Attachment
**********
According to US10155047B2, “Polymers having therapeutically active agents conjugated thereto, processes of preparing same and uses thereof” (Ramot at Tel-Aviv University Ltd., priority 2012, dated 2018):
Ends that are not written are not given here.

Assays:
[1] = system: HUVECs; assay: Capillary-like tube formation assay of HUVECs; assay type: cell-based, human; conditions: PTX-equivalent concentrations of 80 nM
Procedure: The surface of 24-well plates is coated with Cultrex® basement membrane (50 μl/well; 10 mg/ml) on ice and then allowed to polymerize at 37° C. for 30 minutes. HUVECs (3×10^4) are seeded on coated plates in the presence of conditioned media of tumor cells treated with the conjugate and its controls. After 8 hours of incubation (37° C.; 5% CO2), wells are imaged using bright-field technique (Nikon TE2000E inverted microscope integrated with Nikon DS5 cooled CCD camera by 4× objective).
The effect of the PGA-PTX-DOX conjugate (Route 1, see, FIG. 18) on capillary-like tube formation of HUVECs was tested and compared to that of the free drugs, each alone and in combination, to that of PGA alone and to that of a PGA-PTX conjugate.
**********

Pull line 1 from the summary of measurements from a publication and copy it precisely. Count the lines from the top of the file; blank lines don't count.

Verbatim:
According to US10155047B2, “Polymers having therapeutically active agents conjugated thereto, processes of preparing same and uses thereof” (Ramot at Tel-Aviv University Ltd., priority 2012, dated 2018):